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Clifton Cathedral

I recently visited Clifton Cathedral in Bristol, or the Cathedral Church of SS Peter and Paul, to give it its Sunday name. [Wikipedia]

Clifton Cathedral interior
The Nave with original Robin Day chairs

The Roman Catholic cathedral was designed by Ronald Weeks and a team from the Percy Thomas Partnership, and was completed in 1973. It is now Grade II Listed.

Clifton Cathedral altar and organ

Hexagons and equilateral triangles are key to the design of the whole building.

Clifton Cathedral, Bristol

It had just reopened for services again as restrictions were lifted.

Clifton Cathedral - William Mitchell Stations of the Cross
Stations of the Cross by William Mitchell

“Originally intended to be executed in stone (it was thought that these would be damaged by later building work), the Stations were made by William Mitchell using Faircrete (a mixture of concrete, resin & nylon fibres). The artist was asked about what reaction people had to his work: ‘Well the work is a bit hairy I suppose, but then so was the experience of crucifixion.’” – from Wikipedia.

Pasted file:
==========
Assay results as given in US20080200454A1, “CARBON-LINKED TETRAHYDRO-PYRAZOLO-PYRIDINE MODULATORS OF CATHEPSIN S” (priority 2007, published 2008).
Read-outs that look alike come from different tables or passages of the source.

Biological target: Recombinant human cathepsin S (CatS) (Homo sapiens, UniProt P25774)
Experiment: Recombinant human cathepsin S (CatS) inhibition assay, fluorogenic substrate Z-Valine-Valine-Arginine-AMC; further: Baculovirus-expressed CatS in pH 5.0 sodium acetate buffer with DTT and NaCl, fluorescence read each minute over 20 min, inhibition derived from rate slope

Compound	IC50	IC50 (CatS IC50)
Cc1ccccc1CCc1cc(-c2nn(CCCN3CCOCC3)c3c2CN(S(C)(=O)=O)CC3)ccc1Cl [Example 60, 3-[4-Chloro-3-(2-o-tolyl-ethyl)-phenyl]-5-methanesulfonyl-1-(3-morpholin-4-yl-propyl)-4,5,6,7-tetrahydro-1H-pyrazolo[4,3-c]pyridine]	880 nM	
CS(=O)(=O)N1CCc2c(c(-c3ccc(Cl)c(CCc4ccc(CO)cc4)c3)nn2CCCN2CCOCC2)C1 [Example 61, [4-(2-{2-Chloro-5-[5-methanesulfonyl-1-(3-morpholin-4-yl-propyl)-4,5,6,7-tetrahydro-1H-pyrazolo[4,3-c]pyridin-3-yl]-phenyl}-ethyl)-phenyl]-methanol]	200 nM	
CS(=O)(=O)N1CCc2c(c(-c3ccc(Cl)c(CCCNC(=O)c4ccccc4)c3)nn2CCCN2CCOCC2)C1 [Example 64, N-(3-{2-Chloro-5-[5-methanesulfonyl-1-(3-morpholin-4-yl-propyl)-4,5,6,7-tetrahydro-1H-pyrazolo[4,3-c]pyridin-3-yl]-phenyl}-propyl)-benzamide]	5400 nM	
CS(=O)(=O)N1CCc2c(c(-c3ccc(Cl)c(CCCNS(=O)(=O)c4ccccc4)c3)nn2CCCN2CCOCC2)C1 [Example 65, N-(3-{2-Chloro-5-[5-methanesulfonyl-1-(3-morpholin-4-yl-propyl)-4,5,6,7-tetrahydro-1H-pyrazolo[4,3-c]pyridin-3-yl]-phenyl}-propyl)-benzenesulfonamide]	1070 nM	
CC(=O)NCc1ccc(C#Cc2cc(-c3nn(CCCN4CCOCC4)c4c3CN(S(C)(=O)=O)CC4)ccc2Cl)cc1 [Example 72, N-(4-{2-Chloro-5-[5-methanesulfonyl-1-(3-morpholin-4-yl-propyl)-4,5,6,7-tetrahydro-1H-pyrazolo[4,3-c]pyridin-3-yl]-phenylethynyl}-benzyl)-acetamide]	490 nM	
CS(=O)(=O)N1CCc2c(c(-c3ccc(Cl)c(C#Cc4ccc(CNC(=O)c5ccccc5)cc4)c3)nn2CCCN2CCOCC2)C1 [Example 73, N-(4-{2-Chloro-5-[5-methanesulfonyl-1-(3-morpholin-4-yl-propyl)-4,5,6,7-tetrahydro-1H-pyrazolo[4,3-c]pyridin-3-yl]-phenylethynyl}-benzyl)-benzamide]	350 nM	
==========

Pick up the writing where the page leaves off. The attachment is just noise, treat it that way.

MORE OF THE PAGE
Clifton Cathedral - concrete bin

Even the bins are carefully designed. The walls show the shape of the timber used to cast the concrete.

Clifton Cathedral, Bristol

Enjoy a virtual tour in David Essex’s video for Oh What a Circus.

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Irvine

Irvine - Gable End

I visited Irvine a couple of months ago, after winning a night out there in a raffle.

The fifth of Scotland’s new towns – the others are East Kilbride, Cumbernauld, Glenrothes and Livingston – it was added onto an existing (and very pretty in parts) historic town.

The vision for Irvine was spectacular space-age Brutalism. The reality doesn’t quite match the vision but there are some interesting things going on with bus lanes, and a strange predilection for tiny, irregular windows.